BRIEF DESCRIPTION OF THE SEVERAL VIEWS OF THE DRAWINGS

[0018] Some of the features, advantages, and benefits of the present invention having been stated, others will become apparent as the description proceeds when taken in conjunction with the accompanying drawings in which:

[0019] FIG. 1 is a schematic view on a gas turbine,

[0020] FIG. 2 illustrates combustion in an annular combustor,

[0021] FIG. 3 illustrates schematically an improvement of the present invention over that shown in FIG. 2,

[0022] FIG. 4 illustrates a plurality of can-type combustors connected to an annular combustor

[0023] FIG. 5 illustrates in a longitudinal section a gas turbine with a can-type combustor connected to an annular combustor.

[0024] FIGS. 6 and 7 illustrate in a three dimensional view can-type combustors connected to an annular combustor.

DETAILED DESCRIPTION OF THE INVENTION

[0025] The present invention will now be described more fully hereinafter with reference to the accompanying drawings, in which preferred embodiments of the invention are shown. This invention may, however, be embodied in many different forms and should not be construed as limited to the illustrated embodiments set forth herein. Rather, these illustrated embodiments are provided so that this disclosure will be thorough and complete, and will fully convey the scope of the invention to those skilled in the art. Like numbers refer to like elements throughout.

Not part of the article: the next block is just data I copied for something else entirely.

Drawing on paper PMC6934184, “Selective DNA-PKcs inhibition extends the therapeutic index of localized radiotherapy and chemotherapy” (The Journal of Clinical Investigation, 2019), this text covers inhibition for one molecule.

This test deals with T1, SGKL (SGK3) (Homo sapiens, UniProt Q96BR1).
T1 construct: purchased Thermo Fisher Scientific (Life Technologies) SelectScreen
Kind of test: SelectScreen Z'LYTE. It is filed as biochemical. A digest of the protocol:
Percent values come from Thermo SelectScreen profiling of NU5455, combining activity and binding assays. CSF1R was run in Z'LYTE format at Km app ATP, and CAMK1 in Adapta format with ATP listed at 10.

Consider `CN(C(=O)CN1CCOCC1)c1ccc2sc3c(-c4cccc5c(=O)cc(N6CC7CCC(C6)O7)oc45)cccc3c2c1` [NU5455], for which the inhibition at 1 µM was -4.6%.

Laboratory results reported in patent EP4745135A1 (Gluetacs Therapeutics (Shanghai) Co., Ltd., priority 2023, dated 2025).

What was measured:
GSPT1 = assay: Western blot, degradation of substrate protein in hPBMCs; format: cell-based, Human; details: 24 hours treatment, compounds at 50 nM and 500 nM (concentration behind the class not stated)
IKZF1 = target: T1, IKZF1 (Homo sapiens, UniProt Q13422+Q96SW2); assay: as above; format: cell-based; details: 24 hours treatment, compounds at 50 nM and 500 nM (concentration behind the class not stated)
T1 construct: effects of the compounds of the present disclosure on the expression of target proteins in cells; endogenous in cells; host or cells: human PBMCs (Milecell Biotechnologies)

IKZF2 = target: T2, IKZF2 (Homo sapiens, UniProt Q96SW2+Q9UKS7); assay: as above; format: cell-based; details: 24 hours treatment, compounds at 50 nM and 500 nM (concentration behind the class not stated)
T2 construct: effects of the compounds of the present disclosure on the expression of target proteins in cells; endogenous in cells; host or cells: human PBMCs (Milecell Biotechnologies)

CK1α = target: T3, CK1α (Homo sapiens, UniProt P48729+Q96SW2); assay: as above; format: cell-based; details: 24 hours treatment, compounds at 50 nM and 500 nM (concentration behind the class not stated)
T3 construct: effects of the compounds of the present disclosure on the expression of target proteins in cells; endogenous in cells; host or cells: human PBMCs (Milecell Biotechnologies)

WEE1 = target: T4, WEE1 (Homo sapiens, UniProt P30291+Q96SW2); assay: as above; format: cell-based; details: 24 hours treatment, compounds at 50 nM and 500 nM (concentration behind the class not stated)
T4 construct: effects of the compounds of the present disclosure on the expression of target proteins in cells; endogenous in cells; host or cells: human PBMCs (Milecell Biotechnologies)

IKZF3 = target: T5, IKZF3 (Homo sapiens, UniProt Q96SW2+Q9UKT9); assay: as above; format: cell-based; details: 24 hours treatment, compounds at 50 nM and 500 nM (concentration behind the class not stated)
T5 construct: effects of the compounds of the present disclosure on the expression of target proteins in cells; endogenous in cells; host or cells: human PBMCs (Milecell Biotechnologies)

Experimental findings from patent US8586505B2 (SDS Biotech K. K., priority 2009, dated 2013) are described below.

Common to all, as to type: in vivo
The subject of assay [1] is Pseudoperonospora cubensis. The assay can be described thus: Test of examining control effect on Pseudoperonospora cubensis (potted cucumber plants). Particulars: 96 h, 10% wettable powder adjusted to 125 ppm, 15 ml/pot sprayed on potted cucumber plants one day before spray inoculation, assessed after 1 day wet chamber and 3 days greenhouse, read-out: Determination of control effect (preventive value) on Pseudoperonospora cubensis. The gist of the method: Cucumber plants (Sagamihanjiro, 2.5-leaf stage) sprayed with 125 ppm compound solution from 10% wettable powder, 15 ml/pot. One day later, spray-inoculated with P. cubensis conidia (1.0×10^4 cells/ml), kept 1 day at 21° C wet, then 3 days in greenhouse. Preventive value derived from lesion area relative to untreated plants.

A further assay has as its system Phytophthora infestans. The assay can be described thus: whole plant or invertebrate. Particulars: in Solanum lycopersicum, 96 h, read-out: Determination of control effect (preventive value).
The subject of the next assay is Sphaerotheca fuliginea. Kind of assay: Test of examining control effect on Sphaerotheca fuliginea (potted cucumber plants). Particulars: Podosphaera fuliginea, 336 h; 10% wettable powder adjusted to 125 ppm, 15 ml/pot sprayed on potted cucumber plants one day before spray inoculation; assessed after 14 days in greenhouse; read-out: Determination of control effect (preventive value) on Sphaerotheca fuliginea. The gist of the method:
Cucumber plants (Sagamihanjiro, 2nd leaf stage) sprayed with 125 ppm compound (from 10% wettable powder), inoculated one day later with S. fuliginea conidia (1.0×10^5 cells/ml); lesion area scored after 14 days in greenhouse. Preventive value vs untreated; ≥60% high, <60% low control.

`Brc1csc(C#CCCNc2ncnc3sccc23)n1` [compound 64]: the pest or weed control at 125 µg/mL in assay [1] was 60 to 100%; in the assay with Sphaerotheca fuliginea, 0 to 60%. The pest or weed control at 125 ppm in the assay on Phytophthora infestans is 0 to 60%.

[0026] FIG. 1 illustrates schematically a gas turbine 1. The gas turbine 1 comprises of a compressor 3, a combustor 5 and a turbine 7. The turbine 7 is mounted on a shaft 9 together with the compressor 3. Within the compressor 3, air 11 is compressed and conducted to the combustor 5. Also, fuel 13 is conducted to the compressor 5, being mixed with the air 11 to give an air/fuel mixture 15. The air/fuel mixture 15 is incinerated, thereby generating a hot gas stream 17. The hot gas stream 17 is conducted through a turbine inlet 19 into the turbine 7, where through an arrangement of vanes and blades (not shown) energy is transferred to the shaft 9 which rotates. The rotational energy is partly used for driving the compressor 3. Another part of the rotational energy could be used, for instance, for driving an electric generator.

[0027] FIG. 2 illustrates an annular combustor 5. Burners 21 function as suppliers of air/fuel mixtures 15 which are incinerated in a visible flame 25, defining a main combustion zone 23. Flame instabilities can occur, resulting in pressure pulses which in turn can induce more flame instabilities. In particular, adjacent burners 21 can have mutually acoustic coupling, thereby mutually inducing flame instabilities indicated by arrows 27. By reflection of pressure pulses from the combustor wall, stable combustion oscillations can arise from the flame instabilities.